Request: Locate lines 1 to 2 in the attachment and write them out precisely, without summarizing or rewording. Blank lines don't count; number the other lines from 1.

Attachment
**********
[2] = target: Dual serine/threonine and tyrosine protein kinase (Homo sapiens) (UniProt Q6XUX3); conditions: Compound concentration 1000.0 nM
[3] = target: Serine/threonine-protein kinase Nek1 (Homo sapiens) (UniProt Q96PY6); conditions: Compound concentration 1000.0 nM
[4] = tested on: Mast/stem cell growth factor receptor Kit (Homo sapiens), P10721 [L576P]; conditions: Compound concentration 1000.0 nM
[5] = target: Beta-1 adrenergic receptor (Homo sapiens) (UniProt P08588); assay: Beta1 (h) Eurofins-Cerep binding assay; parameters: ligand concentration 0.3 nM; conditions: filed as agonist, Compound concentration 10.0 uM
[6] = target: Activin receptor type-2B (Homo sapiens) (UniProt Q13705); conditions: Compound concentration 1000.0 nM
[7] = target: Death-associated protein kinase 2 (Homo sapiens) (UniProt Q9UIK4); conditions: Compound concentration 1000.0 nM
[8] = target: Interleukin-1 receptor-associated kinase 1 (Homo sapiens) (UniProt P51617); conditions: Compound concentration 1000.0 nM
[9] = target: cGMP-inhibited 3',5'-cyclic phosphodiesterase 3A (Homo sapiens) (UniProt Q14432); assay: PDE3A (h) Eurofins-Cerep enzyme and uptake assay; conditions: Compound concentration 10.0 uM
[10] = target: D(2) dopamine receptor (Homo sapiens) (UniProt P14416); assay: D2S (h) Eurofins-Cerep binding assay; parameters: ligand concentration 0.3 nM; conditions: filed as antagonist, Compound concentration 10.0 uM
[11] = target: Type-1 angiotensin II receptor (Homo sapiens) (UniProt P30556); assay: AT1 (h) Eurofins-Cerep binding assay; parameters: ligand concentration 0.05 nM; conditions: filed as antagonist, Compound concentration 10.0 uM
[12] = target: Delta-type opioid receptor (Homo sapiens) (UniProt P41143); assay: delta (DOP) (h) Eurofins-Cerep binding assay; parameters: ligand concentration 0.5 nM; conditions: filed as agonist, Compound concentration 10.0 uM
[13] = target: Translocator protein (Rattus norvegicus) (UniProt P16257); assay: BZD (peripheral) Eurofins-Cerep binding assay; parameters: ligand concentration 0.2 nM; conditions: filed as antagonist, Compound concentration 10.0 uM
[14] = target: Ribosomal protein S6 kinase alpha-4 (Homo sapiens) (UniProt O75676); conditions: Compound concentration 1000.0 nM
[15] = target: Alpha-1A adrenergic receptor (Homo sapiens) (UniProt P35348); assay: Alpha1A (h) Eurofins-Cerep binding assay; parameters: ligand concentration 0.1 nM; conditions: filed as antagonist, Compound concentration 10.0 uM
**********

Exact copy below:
[2] = target: Dual serine/threonine and tyrosine protein kinase (Homo sapiens) (UniProt Q6XUX3); conditions: Compound concentration 1000.0 nM
[3] = target: Serine/threonine-protein kinase Nek1 (Homo sapiens) (UniProt Q96PY6); conditions: Compound concentration 1000.0 nM